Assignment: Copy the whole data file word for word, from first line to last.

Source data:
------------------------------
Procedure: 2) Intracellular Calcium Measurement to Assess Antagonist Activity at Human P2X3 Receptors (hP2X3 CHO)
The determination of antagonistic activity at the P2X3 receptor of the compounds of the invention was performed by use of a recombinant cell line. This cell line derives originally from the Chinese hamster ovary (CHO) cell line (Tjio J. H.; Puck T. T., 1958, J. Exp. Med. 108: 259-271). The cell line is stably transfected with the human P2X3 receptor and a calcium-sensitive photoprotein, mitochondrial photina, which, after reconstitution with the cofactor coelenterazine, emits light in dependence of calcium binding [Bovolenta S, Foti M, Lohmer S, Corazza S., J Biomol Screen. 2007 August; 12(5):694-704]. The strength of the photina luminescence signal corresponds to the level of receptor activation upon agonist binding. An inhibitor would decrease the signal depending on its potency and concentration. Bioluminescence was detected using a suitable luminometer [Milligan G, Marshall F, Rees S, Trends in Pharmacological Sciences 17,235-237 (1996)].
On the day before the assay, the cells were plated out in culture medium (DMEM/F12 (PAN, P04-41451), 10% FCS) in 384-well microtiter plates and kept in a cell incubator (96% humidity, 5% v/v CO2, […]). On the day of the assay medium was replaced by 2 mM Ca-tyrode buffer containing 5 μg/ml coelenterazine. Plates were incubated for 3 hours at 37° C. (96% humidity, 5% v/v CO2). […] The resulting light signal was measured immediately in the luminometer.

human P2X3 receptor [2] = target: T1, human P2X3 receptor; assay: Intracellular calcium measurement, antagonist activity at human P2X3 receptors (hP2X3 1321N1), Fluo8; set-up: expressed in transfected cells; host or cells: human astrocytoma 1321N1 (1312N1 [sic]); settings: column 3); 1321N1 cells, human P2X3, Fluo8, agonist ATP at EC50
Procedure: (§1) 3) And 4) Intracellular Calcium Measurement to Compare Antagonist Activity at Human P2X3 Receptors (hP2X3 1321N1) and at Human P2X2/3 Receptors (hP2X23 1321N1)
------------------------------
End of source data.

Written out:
Procedure: 2) Intracellular Calcium Measurement to Assess Antagonist Activity at Human P2X3 Receptors (hP2X3 CHO)
The determination of antagonistic activity at the P2X3 receptor of the compounds of the invention was performed by use of a recombinant cell line. This cell line derives originally from the Chinese hamster ovary (CHO) cell line (Tjio J. H.; Puck T. T., 1958, J. Exp. Med. 108: 259-271). The cell line is stably transfected with the human P2X3 receptor and a calcium-sensitive photoprotein, mitochondrial photina, which, after reconstitution with the cofactor coelenterazine, emits light in dependence of calcium binding [Bovolenta S, Foti M, Lohmer S, Corazza S., J Biomol Screen. 2007 August; 12(5):694-704]. The strength of the photina luminescence signal corresponds to the level of receptor activation upon agonist binding. An inhibitor would decrease the signal depending on its potency and concentration. Bioluminescence was detected using a suitable luminometer [Milligan G, Marshall F, Rees S, Trends in Pharmacological Sciences 17,235-237 (1996)].
On the day before the assay, the cells were plated out in culture medium (DMEM/F12 (PAN, P04-41451), 10% FCS) in 384-well microtiter plates and kept in a cell incubator (96% humidity, 5% v/v CO2, […]). On the day of the assay medium was replaced by 2 mM Ca-tyrode buffer containing 5 μg/ml coelenterazine. Plates were incubated for 3 hours at 37° C. (96% humidity, 5% v/v CO2). […] The resulting light signal was measured immediately in the luminometer.

human P2X3 receptor [2] = target: T1, human P2X3 receptor; assay: Intracellular calcium measurement, antagonist activity at human P2X3 receptors (hP2X3 1321N1), Fluo8; set-up: expressed in transfected cells; host or cells: human astrocytoma 1321N1 (1312N1 [sic]); settings: column 3); 1321N1 cells, human P2X3, Fluo8, agonist ATP at EC50
Procedure: (§1) 3) And 4) Intracellular Calcium Measurement to Compare Antagonist Activity at Human P2X3 Receptors (hP2X3 1321N1) and at Human P2X2/3 Receptors (hP2X23 1321N1)